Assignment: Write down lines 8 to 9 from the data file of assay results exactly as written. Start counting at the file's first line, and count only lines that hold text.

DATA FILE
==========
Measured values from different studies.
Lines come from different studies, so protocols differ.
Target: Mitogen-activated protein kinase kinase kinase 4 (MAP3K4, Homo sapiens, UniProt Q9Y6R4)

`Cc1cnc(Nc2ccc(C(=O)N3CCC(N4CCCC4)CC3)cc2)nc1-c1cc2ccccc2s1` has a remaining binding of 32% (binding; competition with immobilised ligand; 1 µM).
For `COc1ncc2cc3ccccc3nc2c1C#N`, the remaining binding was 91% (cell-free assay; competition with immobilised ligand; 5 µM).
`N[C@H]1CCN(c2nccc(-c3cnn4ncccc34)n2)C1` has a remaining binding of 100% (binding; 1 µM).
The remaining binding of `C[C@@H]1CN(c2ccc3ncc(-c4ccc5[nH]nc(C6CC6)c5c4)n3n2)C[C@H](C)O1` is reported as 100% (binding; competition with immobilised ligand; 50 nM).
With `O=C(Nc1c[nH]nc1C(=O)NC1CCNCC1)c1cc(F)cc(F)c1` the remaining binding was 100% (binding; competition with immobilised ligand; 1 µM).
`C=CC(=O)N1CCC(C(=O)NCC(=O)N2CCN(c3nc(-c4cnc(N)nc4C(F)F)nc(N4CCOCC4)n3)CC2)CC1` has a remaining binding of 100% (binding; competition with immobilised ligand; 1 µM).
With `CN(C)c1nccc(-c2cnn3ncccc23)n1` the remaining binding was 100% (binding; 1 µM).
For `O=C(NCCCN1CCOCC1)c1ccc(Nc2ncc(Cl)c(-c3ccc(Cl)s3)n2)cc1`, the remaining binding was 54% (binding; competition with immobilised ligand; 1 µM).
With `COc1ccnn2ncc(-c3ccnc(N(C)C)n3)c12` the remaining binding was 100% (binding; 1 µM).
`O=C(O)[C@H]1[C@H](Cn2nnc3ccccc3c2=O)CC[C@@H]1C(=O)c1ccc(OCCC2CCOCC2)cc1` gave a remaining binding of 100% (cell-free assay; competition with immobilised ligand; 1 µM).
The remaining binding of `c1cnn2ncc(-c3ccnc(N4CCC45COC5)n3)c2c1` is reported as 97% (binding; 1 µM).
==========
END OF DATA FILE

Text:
With `O=C(Nc1c[nH]nc1C(=O)NC1CCNCC1)c1cc(F)cc(F)c1` the remaining binding was 100% (binding; competition with immobilised ligand; 1 µM).
`C=CC(=O)N1CCC(C(=O)NCC(=O)N2CCN(c3nc(-c4cnc(N)nc4C(F)F)nc(N4CCOCC4)n3)CC2)CC1` has a remaining binding of 100% (binding; competition with immobilised ligand; 1 µM).